Soon afterwards he was returned to Parliament for Southampton at a by-election after the town’s original choice, Francis Bacon, had chosen to represent Ipswich. Lambert was ‘well known’ to the burgesses of Southampton and had ‘his dwelling’ amongst them. He served on the committee of the bills concerning tellers and receivers (5 Dec.), the explanation of statutes (14 Jan. 1598), excess of apparel (19 Jan.) and the relief of soldiers and mariners (26 Jan.). He was also appointed to the committee to deal with alleged discourtesy from the House of Lords (14 Jan.). In April 1599 he went to Ireland and was appointed sergeant-major general of the army there. According to Essex, Lambert and Sir Henry Docwra were the only officers ‘that hath formerly had any extraordinary commands’. When the Earl left the country in December, Lambert became acting marshal of the army; his father-in-law, William Fleetwood, tried to persuade Cecil to make his appointment permanent. He was an energetic commander and fought bravely in several actions. Unlike many soldiers in Ireland, Lambert retained the confidence of the Council and the Queen, who instructed Lord Mountjoy to ‘give thanks for his services, which are acceptable unto her ... because it discovereth in him an active spirit, of which most of the rest of the commanders make small demonstration’. Finding himself out of favour on Essex’s fall, he wrote to Cecil on 20 Oct. 1600 saying that, while Essex had been in command, he had had to act through him, and that after the Earl’s fall he was ‘retained in the remotest parts with the Earl of Ormond’. His actions ‘had been depraved’, but he would remain patiently ‘in this giddy and turbulent time, to undergo any burden my lord deputy will lay on me, to refrain from no adventure with the hazard of my life and to do myself right’. He continued to seek Cecil’s favour through the good offices of his father-in-law. In February 1601 he replied to Cecil that his letter ‘gave life to [his] soul that long groaned under the burden of disgrace’. He sought office as ‘a place to rest his decayed limbs’, successfully offering Cecil £500 for the governorship of Connaught. In Connaught he fought the rebels with some success, but his conduct and administration provoked criticism, one Captain Guest reporting to Cecil that no officer ‘with more virulence in his tongue, hath uttered towards you the venom of his heart than Sir Oliver Lambert, now governor of Connaught’. According to Guest, Lambert had supported Essex in the ‘flood’ of the Earl’s fortunes, but on Essex’s downfall turned to Cecil—not through ‘alteration of his mind, but of his hopes’. ‘Since he hath the command of Connaught he is become altogether intolerable’, oppressing the country, injuring the soldiers and selling protections. ‘The preys taken from the enemy he divideth like Aesop’s lion’, and ‘he sticketh not to say that he hath bought the place of your honour and that he hath tied you to him with a golden hook’.5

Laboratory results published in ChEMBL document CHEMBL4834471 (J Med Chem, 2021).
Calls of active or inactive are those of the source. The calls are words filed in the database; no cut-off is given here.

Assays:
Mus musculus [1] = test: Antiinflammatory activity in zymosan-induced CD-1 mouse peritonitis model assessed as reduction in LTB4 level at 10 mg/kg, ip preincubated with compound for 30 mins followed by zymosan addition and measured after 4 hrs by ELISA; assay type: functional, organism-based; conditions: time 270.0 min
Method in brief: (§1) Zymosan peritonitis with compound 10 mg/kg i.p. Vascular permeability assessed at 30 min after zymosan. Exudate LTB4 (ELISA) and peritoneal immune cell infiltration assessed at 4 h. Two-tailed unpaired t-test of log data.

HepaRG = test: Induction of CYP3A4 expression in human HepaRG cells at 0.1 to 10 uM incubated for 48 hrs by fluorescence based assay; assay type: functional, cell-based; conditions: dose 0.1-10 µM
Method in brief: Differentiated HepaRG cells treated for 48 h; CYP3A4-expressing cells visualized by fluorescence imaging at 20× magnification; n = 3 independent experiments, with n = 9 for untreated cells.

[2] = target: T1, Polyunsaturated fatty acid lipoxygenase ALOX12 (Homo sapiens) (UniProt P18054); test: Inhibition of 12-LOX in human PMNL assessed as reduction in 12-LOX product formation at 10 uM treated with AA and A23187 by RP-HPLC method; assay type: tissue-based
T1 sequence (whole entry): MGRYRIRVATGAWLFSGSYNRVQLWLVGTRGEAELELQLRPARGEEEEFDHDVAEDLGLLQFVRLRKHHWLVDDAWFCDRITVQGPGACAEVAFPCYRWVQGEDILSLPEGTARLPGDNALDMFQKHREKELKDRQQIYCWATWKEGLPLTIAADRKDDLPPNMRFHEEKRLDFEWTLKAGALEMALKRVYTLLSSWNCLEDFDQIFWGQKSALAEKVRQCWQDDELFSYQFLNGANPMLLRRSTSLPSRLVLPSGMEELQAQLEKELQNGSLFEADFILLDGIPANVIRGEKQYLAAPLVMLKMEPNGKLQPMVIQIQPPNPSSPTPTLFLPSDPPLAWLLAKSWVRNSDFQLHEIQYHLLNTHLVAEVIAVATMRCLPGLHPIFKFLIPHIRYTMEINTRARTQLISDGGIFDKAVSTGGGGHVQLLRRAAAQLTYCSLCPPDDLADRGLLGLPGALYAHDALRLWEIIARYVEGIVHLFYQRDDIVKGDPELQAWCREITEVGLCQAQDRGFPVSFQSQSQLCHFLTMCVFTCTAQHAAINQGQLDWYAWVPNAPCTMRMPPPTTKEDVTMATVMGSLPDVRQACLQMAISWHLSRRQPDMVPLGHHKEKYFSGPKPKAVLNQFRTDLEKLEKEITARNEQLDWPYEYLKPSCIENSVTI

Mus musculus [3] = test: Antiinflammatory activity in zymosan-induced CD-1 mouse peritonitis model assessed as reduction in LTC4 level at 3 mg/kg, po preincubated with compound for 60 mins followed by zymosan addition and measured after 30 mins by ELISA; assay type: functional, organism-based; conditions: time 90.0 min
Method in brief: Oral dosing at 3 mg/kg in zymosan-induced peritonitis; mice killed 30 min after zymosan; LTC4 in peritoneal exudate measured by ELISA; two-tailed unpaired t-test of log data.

From his Southampton property—its annual value was £292 in the year 1602-3, rising to £385 in 1606-7—Lambert provided generous annuities for his mother, sisters and nephew, but as servants’ wages and taxes swallowed almost all the remainder, and as he did not live in Southampton ‘longer than three months in three years’, he decided to sell out in 1607. His extensive correspondence with his steward, Thomas Stockwell, and other servants, reveals a close attention to detail and a bluff soldierly humour. When Stockwell’s wife died, he wrote to him, ‘the way to be rich [is] to have many wives. Look well before you leap and catch a rich one or none’.6
In James’s reign Lambert thoroughly established himself